Are you interested in maritime history? Then you'll want to visit "Cruising the Past," a fairly new web site that examines the history of cruise lines, steamships, and travel. Current stories include historical looks at the retiring QE 2 and the famous liner United States.
Michael L. Grace, a seasoned historian of cruise ship travel, is the editor of "Cruising the Past." Grace has traveled on over 50 passenger ships, has circled the globe three times, and has one of the major private collections of steamship memorabilia. The new web site presents a wide selection of travel material concerned with steamship travel, train travel, and cruising from the 1920s through the 1960s. "Cruising the Past" takes a close look at a "retro," elegant travel past, when there were no security checks, 24-hour buffets or baseball caps worn by passengers.
Grace is currently finishing a book focused on how the TV series "Love Boat" affected the cruise industry and the popularity of contemporary cruising. He started his TV career as a staff writer on the popular series "Love Boat" and says, "The 'Cruising the Past' website examines the glamor of steamship travel prior to the introduction of 747s and the mass cruise market created by the hit TV series 'Love Boat.'"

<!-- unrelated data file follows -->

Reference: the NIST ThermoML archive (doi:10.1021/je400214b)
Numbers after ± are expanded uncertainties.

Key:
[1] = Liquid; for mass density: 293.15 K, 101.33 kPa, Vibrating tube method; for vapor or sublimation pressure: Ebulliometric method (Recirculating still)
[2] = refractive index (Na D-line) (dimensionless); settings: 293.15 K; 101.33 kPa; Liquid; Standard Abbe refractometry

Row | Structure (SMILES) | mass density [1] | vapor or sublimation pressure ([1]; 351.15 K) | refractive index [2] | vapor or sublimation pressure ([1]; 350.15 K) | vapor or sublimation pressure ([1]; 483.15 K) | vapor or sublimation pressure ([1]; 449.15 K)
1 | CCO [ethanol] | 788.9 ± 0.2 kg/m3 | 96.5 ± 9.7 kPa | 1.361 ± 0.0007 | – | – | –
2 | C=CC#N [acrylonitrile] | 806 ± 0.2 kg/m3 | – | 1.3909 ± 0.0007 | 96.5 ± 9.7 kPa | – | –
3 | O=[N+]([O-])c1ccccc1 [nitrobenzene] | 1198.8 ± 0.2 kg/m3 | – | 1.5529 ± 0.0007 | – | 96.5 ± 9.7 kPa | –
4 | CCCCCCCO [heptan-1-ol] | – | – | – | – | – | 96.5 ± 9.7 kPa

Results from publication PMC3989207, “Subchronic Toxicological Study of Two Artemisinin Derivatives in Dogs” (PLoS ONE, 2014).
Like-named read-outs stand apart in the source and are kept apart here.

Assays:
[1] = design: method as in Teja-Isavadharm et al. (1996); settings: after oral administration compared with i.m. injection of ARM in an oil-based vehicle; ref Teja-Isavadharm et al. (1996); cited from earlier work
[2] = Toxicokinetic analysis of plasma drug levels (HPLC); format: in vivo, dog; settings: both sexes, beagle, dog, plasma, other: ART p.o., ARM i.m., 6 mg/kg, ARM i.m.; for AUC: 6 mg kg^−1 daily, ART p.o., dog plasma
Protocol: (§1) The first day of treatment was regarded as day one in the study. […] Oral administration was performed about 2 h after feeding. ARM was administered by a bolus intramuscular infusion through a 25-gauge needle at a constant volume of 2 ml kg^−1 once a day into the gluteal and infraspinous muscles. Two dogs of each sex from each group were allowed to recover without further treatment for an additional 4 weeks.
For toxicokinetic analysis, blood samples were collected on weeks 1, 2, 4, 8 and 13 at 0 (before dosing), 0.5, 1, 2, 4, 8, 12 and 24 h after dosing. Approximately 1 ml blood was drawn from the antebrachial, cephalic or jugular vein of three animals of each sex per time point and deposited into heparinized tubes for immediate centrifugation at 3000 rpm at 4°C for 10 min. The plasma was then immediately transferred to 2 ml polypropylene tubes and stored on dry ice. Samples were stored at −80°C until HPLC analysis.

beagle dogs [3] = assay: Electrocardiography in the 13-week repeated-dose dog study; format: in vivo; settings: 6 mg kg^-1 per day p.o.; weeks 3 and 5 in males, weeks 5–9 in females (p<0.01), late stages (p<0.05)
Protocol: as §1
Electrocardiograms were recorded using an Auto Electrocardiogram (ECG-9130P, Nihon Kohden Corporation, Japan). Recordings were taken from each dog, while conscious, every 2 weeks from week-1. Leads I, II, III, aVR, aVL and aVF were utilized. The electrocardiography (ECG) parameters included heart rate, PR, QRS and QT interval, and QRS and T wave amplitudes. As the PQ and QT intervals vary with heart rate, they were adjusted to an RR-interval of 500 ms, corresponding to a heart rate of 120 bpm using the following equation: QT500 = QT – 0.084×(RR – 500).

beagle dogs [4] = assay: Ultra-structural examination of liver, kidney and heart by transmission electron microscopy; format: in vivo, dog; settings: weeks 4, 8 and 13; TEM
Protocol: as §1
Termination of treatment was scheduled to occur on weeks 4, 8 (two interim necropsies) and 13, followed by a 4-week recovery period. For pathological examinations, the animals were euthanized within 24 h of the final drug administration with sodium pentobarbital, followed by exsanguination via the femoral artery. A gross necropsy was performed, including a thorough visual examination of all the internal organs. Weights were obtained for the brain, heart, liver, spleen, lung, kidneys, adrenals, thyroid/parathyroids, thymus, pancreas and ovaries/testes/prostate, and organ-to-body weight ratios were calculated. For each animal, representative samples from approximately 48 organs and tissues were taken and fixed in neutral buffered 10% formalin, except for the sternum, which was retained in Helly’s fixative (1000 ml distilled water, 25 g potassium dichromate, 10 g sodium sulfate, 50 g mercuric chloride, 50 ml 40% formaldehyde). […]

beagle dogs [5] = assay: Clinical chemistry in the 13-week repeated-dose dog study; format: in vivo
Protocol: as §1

According to Grace, the site, which has been online for over six months, studies an age when "getting there was half the fun," in an era when travel was an event and not a nightmare. Grace adds, "We realize many aspects of modern-day cruising are much more comfortable than these earlier ships. Cabins are larger and there is a much wider choice of accommodations and activities. But certain aspects of social interaction are absent. There is no longer a feeling of gentility on most cruise ships. Most of the time you think you're stuck in some strip hotel in Vegas that's been dropped down in the sea."
Even if you aren't interested in trains—and I admit that I'm not—there are enough stories on "Cruising the Past" to keep ship junkies and 'Love Boat' fans entertained for hours.